In this area or the North Side of Stonington Side so to speak are places to rent canoes and cayaks albeit the service has never been friendly nor do they seem to enjoy their jobs... but in anycase a trip up and down the Mystic River is great on a nice summer morning. Located within 150 yards of the Mystic Seaport one can view the Charles W.Morgan Whaler and Joseph Conrad without the extra charge! Here are also located the odd public boat launch and public water access area. Please email me for more information on these spots. The homeowners are nun-too happy to have this but it is there for your and my enjoyment.
No stop at Mystic with a family or for history buffs alike is complete without a stop at Mystic Seaport! The seaport founded in 1929 is a recreation of a whaling village in the 1840s. Home to the last wooden Whaler the Captain Morgan (also it's oar is at the Griswold Inn in Essex, Conn.) the seaport offers a living history view of that era. Also are galleries, special events and dining (Seaman's Inne). The seaport is currently undergoing some changes and expansion to help continue teaching of this most important era. If you recognize some of the sights from the Seaport... well you are right... they we're in the Spielberg move "La Amistad" the story of the escaped slaves and their fight for freedom in 1839. Some of the movie was filmed here as was White Squall, the story of the training ship that ran into a "White Squall" back in the 1960's.
From here one can journey up to Mystic Village. An arrangement of specialty shops just off of I-95. This village is a recreation of an old village in Norway as the developer hailed from Norway way back when.
A bevy of restaurant (family style) and hotel choices can be had up in this area. One hidden treasure in this area is the Colonial Research Center at Old Mystic. Old Mystic was the original section of Mystic and is located past the hotels and toward Groton Center. Follow signs toward Old Mystic and one can research local history and even grab a cup of joe along the way.
And to frost the cake is the Denison Homestead and Pequotsepos... a bit of a meandering journey through the woods to this 17th century homestead that offers a summer market, tours, educational events and more... worth the trip for the history buff. Signs are located throughout guiding you toward this fine old place.
Now we head back to Mystic and Main Street...In the same area as the Mystick Village and just off on "I-95" is the Mystic Aquarium and Center for Exploration. Home to Robert Ballard and his treasures of the Titanic the Aquarium is one of the better ones in the country. Ideal for families and worth a few hours of your time especially to see the Beluga Whale exhibit and the Titanic displays. traveling back toward Mystic Seaport we pass by a large cemetery lying along the Mystic River shore. The Elm Grove Cemetery (entry) dates back to the early 19th century and possibly earlier, is lined with handsome grave stones, trees and and pathways. Many of the regions great ship captains, whaling masters and explorers are buried here. Worth a stop. Cemetery wanderings (tours) are available. Inquire at the Mystic Tourism and information center located at Mystick Village and downtown Mystic or at the Seaport.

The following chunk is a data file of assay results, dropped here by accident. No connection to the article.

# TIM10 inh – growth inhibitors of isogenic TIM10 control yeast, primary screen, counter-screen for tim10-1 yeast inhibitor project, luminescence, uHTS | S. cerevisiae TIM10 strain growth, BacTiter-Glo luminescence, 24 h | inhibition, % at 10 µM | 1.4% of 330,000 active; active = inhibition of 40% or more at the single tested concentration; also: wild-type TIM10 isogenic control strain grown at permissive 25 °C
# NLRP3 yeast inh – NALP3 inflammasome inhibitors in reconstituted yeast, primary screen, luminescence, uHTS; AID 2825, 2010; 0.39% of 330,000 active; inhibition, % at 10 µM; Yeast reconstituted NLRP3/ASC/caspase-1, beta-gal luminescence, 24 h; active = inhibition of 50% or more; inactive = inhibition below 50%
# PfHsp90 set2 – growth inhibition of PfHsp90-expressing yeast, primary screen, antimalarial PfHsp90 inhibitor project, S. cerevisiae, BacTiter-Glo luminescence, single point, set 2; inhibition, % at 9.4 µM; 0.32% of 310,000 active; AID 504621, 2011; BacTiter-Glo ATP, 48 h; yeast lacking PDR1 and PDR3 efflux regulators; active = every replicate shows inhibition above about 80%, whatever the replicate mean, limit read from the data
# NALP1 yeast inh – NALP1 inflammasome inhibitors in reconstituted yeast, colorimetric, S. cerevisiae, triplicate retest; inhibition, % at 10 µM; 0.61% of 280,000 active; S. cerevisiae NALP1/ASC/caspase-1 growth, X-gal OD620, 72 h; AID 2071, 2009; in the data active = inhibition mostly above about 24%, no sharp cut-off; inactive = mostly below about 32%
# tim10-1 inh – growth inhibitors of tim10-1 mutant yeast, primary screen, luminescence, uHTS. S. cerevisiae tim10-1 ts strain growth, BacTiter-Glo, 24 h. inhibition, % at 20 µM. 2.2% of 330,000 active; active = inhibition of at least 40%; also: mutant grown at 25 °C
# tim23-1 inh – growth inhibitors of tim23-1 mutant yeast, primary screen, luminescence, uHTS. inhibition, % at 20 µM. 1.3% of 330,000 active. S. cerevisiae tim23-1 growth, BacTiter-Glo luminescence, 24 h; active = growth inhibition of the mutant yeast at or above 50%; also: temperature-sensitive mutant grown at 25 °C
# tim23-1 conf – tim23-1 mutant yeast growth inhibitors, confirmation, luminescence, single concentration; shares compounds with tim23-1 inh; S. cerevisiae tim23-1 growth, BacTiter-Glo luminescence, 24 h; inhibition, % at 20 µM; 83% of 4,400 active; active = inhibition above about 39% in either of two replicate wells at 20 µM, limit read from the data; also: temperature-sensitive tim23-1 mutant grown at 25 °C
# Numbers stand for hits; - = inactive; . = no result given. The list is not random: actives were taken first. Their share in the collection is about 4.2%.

From here head toward downtown again passing by the entry to Mystic Seaport, the handsome Seaman's Inne. If you fancy books and artwork on history and the maritime trade then the book store is ideal for you. The famous Rosenfeld collection is located just to the side of the Seaman's Inne as is a fine bake & coffee shop. Free to enter! From here you will see a couple of seafood shack type establishments... the best of which is Kitchen Little! Offering views of the river.. Kitchen Little is truly little. If you have a stroller..no worries as the staff and customers will help you get through to inside or outside dining. Experimental eggs and omletes. Where else would you be able to order a corn beef and hash omelet with hash browns and feta cheese? Great food...Great views!
Following toward Mystic keep to the Route 1 (Stonington) side passing around the rotary and heading toward Stonington Borough. From here you will see a fine hotel overlooking the harbor. The Inn at Mystic (view from the Inn at Mystic). (view of the Hotel)
offers views of Mystic and Mystic River, overnighting and fine dining at the well known Flood Tide Restaurant. The Flood Tide offers a Sunday Brunch that is hard to beat and in the center of the brunch is a fine ever changing ice sculpture. At one time this area was the outskirts of Mystic and when one ventured here you ventured to the end. Only a turn around was expected with some saying..."was that it" of Mystic? Well not any longer. From here there are shops for a couple of miles including the venerable and highly regarded Mystic Market. Loaded with fresh foods, ready to eat warm and cold sandwiches, wraps and gourmet take home the Market is always busy and folks come from all areas to enjoy there offerings. Follow toward Stonington for another days trip or an evening of dinner at quaint Stonington Borough. Stay tuned for our next Blog report on Stonington and Stonington Borough.
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Posted in Outdoor Activities Post Date 03/30/2019